Respectfully submitted by Lawrence E. Rafferty (rafflaw)-Weekend Contibutor
It has happened again. Several big banks have been caught with their hands in the cookie jar and are paying billions in fines for their admitted transgressions.
“On Wednesday, four large global banks — Citigroup, JPMorgan Chase, Barclays and Royal Bank of Scotland — pleaded guilty to a series of federal crimes over a scheme to manipulate the value of the world’s currencies. The Justice Department accused the banks of collusion in one of the largest and yet least regulated markets, noting that at one bank one trader remarked “the less competition the better.”
That lack of oversight, coupled with the pressure to squeeze profits from a relatively middling business, set the stage for this scandal, one that unfolded nearly every day for five years. The crimes described on Wednesday also painted the portrait of something more systemic: a Wall Street culture that enabled many big banks to break the law even after years of regulatory black marks after the crisis.” New York Times
These banksters have once again been fined billions of dollars, but not a single executive is going to jail. How can a corporate “person” admit to multiple felonies and not go to jail? Some of these felons have been “caught” before and are repeat offenders. I guess we should be happy that least this time the Justice Department forced the parent companies to be named.
“In announcing the cases, the Justice Department emphasized that the banks’ parent companies entered the guilty pleas rather than a subsidiary, representing a new frontier in efforts to punish Wall Street misdeeds.” New York Times I have asked this question before, but it bears repeating. Could any other person admit to multiple felonies and not expect some jail time?
The New York Times reported that the banks worked hard to make sure that they could keep doing business as usual, even after admitting to multiple felonies.
“For the banks, though, life as a felon is likely to carry more symbolic shame than practical problems. Although they could be barred by American regulators from certain activities, the banks scrambled behind the scenes to persuade those regulators to grant exemptions. That process, which delayed the Justice Department’s announcement by a week, already led to the Securities and Exchange Commission providing a number of waivers that allow the banks to conduct business as usual.” New York Times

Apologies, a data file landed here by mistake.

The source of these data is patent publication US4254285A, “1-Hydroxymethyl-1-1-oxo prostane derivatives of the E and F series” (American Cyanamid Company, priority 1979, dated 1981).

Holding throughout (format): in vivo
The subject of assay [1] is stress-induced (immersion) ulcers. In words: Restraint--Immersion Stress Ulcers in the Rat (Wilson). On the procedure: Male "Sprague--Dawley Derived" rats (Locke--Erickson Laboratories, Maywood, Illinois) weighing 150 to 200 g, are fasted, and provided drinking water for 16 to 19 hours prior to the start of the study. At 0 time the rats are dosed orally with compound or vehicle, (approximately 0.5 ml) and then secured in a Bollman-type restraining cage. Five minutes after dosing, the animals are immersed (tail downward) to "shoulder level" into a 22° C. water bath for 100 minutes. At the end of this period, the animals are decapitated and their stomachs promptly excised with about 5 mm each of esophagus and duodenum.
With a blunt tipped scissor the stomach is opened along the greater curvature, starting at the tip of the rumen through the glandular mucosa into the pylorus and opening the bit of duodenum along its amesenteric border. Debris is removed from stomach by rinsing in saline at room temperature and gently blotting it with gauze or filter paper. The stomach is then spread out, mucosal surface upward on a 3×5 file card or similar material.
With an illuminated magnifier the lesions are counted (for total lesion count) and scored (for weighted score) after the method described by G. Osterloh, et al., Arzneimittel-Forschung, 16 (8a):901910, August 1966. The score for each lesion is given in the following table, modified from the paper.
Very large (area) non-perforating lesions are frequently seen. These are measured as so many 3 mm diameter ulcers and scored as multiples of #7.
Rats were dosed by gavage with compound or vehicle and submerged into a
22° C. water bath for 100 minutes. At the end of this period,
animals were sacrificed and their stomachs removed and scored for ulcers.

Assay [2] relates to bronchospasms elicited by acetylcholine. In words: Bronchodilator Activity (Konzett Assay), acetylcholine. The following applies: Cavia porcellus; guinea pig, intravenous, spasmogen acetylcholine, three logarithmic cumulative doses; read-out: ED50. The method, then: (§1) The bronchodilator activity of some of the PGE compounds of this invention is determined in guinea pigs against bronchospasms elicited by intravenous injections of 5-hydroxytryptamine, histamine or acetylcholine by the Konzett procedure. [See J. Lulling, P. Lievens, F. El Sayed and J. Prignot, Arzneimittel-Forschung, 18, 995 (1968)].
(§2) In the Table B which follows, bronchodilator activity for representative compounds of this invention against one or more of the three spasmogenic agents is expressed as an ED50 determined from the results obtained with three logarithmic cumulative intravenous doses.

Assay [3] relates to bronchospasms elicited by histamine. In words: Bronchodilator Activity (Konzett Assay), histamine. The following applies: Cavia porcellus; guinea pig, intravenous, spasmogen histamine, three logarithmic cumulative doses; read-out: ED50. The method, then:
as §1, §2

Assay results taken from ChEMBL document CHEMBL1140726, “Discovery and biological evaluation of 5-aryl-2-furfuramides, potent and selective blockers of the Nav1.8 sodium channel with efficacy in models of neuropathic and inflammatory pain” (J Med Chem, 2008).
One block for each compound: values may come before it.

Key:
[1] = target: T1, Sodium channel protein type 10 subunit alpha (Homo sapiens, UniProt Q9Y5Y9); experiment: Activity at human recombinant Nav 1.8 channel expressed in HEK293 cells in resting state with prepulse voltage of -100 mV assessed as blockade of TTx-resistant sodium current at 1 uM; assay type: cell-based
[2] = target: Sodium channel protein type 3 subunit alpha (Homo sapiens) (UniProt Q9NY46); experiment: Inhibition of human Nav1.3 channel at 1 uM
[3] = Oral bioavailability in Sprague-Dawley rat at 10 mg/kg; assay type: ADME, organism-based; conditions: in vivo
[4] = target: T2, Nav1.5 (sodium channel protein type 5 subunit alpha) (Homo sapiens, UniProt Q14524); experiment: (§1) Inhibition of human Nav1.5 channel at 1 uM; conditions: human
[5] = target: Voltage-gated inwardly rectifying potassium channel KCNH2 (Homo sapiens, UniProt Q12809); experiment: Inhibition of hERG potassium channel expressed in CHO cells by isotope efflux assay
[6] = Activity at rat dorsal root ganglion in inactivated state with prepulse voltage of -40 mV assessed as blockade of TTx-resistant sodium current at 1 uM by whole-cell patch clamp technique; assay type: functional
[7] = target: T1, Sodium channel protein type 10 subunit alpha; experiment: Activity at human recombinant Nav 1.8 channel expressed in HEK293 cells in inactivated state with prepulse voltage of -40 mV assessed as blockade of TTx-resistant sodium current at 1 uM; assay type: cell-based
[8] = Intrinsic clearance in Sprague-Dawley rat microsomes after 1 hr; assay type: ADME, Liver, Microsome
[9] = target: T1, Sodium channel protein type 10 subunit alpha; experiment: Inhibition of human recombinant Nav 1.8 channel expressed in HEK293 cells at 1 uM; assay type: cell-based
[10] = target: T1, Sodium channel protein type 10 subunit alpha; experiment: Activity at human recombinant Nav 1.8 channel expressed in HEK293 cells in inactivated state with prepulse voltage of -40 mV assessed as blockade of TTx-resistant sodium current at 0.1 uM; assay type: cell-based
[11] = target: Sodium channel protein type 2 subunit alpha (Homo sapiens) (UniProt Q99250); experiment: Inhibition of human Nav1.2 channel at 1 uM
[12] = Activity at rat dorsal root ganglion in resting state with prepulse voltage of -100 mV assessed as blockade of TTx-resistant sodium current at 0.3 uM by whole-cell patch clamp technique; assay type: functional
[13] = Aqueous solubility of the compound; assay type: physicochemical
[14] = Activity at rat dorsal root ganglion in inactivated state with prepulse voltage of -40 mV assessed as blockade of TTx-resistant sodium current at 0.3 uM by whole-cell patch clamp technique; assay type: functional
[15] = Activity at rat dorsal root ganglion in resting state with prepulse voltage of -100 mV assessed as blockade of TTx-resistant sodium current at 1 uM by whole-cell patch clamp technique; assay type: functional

It amazes me that the Securities and Exchange Commission would allow waivers to these felons who have shown time and again a disregard for our laws. I wonder how many former employees of these felonious banks are on the Securities and Exchange Commission?
As we have written about before, the fines that these felons are ordered to pay are often tax-deductible and the actual out-of-pocket fine is much smaller than advertised. The taxpayers and the shareholders are the ones paying for these felons to continue their illegal activities. It seems obvious that no matter how large the fines are, they have not induced lawful behavior from the felonious banks.
What will it take for the Justice Department to actually prosecute these repeat offenders and put them in jail? Will jailing some bank executives cause a change in the banks repeated illegal activities?
If the Justice Department refuses to jail any executive, is there a way the executives could be fined personally? Something needs to be done to stop these felons from continuing to fleece the marketplace. What do you think?
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